A dual antenatal therapy benefits extreme preterm babies better than either alone or none
Tiny infants known as extremely preterm children have very low birth weights, underdeveloped organs, and risks of long-term problems or disabilities. Antenatal treatment of the mother and fetus—therapy given before birth—offers an opportunity to improve outcomes in preterm children.
Antenatal magnesium sulfate or antenatal corticosteroids have known benefits to reduce problems like cerebral palsy, death, respiratory distress syndrome or necrotizing enterocolitis, and both treatments are recommended for infants born between 24 and 33 weeks of gestation. The effect of both of them combined in extremely premature children, versus either alone or none, has not been studied, though both are often given in routine care.
Now researchers, led by Samuel Gentle, M.D., assistant professor of pediatrics in the University of Alabama at Birmingham School of Medicine, report that antenatal treatment with both magnesium sulfate and corticosteroids together yields an increased benefit for children born at 22 to 26 weeks of gestation, compared to no antenatal treatment or with either therapy alone. This multi-center, prospective observational study included six universities, a nonprofit research institute and the National Institutes of Health Neonatal Research Network. Researchers did a statistical analysis of medical records for 3,093 children born 2011 through 2014, which included comprehensive neurodevelopmental follow-ups at 18 to 26 months of corrected age. The children had an average birth weight of 1 pound, 9 ounces.
Children exposed to both antenatal corticosteroids and magnesium sulfate had a 36.3 percent rate of severe neurodevelopmental impairment or death, compared to 44.3 percent for those exposed to antenatal corticosteroids alone, 53 percent for those exposed to magnesium sulfate alone and 48.2 percent for those who had neither therapy.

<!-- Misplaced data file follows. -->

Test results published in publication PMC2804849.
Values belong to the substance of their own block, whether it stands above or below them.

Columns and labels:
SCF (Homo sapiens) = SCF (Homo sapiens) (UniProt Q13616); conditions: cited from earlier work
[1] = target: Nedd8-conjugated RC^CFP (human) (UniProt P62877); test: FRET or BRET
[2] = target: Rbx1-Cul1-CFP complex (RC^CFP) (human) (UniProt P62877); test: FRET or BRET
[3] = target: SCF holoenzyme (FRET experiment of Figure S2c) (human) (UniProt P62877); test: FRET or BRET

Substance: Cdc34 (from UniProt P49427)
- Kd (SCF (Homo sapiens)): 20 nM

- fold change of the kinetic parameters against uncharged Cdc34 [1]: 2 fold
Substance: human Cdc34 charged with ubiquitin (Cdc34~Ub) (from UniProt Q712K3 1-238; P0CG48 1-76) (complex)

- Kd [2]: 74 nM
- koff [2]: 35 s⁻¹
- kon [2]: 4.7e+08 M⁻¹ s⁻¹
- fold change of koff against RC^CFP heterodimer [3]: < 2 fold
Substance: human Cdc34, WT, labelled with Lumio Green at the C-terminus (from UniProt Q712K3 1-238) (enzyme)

Similarly, children exposed to both antenatal corticosteroids and magnesium sulfate had a lower rate of death compared with either or neither therapy. However, the rate of severe neurodevelopmental impairment among survivors did not differ among exposure groups.
The research is published in the journal Obstetrics & Gynecology, and Gentle discusses the importance of these findings for clinical practice in a recent "Editors Picks" podcast: "You might say, 'Why do we need to look at this if there is data to support the practice for both?' In this cohort, around 75 percent of infants were exposed to magnesium sulfate, whereas nearly 90 percent were exposed to antenatal corticosteroids. If there's time to get one therapy, it seems as though there would be time to be exposed to both."
"This national research is a very important study of two of the most effective maternal medications in periviability," said one of the co-authors, Waldemar Carlo, M.D., the Edwin M. Dixon Professor of Pediatrics and director of the UAB Division of Neonatology and Newborn Nurseries.